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GP spearheads indefinite energy drink ban for kids


Michelle Wisbey


1/08/2023 4:42:33 PM

A regional WA GP is at the centre of a campaign to ban the sale of energy drinks to young people, with her hometown leading the way.

Western Australia GP Sarah Youngson
Western Australia GP Sarah Youngson is spearheading a campaign to ban the sale of energy drinks to young people.

In the Western Australian community of Bridgetown, around three hours southeast of Perth, retailers have agreed to stop selling energy drinks to anyone under the age of 18.
 
An initial four-month trial, which was spearheaded by local GP Dr Sarah Youngson after being approached by residents worried about the increase in energy drink consumption by young people, is now carrying on indefinitely.
 
‘They were concerned that this was leading to some antisocial behaviour at our local skatepark and asked me if there was anything we could do as a community to address this,’ Dr Youngson told newsGP.
 
‘I was certainly seeing the impact of energy drink consumption on young people’s mental health in my practice as a GP with a special interest in adolescent health.
 
‘It was contributing to anxiety, impacting on young people’s sleep and causing insomnia, leading to them not being able to get out of bed in the morning, causing poor school attendance and setting up a cycle of poor health.’
 
Recent research from the Telethon Kids Institute’s Amped Up study has indicated more than half of all young people who consume energy drinks suffer negative health effects.
 
The study surveyed 3688 Western Australian high school students, with preliminary results finding around one quarter of all children questioned had experienced heart palpitations, trouble sleeping, headaches, or upset stomachs.
 
The data comes with energy drinks sales skyrocketing in Australia, rising by almost 9% in 2022 alone.
 
The spike comes as several beverage brands, including ‘Prime’, go viral across social media, with one study confirming energy drinks are branded to appeal to young people and commonly associated with events such as extreme sports or music festivals.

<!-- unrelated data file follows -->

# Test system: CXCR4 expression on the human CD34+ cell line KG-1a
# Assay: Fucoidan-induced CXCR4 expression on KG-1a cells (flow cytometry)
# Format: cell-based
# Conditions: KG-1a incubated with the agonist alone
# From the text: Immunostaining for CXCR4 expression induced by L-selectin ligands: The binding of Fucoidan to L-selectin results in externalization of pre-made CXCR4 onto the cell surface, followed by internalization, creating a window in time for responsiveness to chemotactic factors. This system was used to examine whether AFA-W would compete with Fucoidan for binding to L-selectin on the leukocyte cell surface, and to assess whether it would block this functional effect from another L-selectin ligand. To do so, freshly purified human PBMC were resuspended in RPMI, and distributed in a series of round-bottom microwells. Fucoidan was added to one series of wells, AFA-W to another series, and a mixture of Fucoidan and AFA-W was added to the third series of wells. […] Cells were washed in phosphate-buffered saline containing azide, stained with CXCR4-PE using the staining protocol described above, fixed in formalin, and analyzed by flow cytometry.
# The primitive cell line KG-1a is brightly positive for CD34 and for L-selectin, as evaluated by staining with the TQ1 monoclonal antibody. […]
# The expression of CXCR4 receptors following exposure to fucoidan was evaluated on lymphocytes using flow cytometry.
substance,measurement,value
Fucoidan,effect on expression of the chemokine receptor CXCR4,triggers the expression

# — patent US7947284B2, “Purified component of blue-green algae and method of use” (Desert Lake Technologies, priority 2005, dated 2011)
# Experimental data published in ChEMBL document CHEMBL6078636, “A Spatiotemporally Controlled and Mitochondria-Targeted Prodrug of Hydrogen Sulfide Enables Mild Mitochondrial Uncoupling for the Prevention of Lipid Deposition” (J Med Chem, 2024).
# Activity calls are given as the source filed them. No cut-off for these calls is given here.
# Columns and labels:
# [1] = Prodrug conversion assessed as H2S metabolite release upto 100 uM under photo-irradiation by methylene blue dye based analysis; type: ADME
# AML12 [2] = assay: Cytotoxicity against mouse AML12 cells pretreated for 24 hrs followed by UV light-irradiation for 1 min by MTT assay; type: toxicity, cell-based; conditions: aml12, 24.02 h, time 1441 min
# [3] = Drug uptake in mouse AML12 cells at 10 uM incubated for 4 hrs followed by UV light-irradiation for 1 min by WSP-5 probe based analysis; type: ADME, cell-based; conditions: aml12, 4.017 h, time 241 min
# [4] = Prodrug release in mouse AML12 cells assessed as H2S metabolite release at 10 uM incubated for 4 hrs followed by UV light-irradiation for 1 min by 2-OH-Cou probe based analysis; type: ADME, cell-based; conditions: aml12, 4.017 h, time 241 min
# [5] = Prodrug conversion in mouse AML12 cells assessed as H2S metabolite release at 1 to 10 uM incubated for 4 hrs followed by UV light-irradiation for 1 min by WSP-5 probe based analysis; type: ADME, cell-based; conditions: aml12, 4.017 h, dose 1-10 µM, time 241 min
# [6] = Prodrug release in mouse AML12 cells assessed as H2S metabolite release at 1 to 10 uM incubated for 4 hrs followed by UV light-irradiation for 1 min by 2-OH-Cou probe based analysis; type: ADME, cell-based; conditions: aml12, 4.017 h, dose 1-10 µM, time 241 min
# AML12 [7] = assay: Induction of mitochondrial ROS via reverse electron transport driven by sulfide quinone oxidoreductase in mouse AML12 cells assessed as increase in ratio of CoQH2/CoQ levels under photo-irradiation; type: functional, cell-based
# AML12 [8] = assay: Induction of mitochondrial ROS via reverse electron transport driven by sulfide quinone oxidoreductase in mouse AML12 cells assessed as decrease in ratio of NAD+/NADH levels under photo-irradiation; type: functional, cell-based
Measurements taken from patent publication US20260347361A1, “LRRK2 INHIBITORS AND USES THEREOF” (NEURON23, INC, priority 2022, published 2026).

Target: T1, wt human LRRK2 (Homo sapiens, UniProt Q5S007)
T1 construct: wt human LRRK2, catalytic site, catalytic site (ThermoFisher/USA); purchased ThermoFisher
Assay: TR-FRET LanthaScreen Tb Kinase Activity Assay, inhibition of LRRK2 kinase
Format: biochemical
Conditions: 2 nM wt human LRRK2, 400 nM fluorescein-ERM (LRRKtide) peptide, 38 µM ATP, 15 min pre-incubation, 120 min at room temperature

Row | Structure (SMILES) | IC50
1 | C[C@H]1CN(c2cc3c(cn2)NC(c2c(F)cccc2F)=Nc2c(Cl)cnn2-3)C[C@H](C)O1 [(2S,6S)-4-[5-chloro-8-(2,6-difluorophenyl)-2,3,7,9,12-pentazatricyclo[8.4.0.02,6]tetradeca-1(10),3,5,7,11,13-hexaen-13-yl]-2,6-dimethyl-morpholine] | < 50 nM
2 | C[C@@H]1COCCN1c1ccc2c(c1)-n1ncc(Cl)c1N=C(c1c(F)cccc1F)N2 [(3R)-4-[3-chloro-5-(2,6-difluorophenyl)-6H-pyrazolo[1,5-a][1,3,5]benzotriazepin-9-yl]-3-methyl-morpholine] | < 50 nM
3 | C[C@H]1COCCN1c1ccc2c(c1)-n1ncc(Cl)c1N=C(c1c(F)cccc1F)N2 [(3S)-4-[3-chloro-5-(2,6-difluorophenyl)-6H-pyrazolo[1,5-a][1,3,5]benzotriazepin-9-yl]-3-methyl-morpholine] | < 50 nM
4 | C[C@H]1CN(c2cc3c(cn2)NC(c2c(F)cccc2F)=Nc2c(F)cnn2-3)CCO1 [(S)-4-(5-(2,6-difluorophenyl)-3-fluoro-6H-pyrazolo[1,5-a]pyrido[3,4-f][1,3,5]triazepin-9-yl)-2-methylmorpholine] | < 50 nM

But Dr Youngson welcomed her town being ‘overwhelmingly supportive’ of the ban.
 
‘In fact, the trial period ended in June and the community has backed an ongoing indefinite ban on the sale of energy drinks to children and young people,’ she said.
 
‘Our community is proud of being ground breakers in this important public health issue. They can see the positive impact on the health and wellbeing of our young people.’
 
Dr Youngson would now like to see other towns follow suit. 
 
‘We hope the results will support policy change that sees energy drinks banned for all young people under 18 across the country,’ she said.
 
‘In the short term, there is nothing stopping individual communities from instituting their own restrictions.’
 
As the healthcare professional behind the Bridgetown trial, Dr Youngson said it was a privilege being a GP, and being able to connect and lead within her own community.
 
‘I don’t believe it’s every GP’s role or responsibility to create change, but our role does provide opportunities to address health and wellbeing issues that are experienced in our communities,’ she said.
 
‘I feel incredibly proud to be a part of a community that has taken positive and proactive steps towards supporting the health and wellbeing of the children and young people in our town.’
 
It comes amid a number of measures to improve the health of Australian young people, with 96% of children aged 5–14 not eating enough vegetables, and one quarter of young people in the same age bracket now overweight or obese.
 
In 2021, the sale of sugary drinks was banned in Western Australia’s hospital cafes and vending machines.
 
In June, a private member’s bill outlining measures to curb the reach of junk food advertising was tabled in Federal Parliament.
 
The Healthy Kids Advertising Bill, put forward by former GP and current independent MP Dr Sophie Scamps, proposes stopping junk food advertising from 6.00 am – 9.30 pm, as well as a complete ban on the marketing of junk food on social media.
 
The Bill is set to be debated at a later date, while the final results of the Amped Up study due to be released by the end of the year.
 
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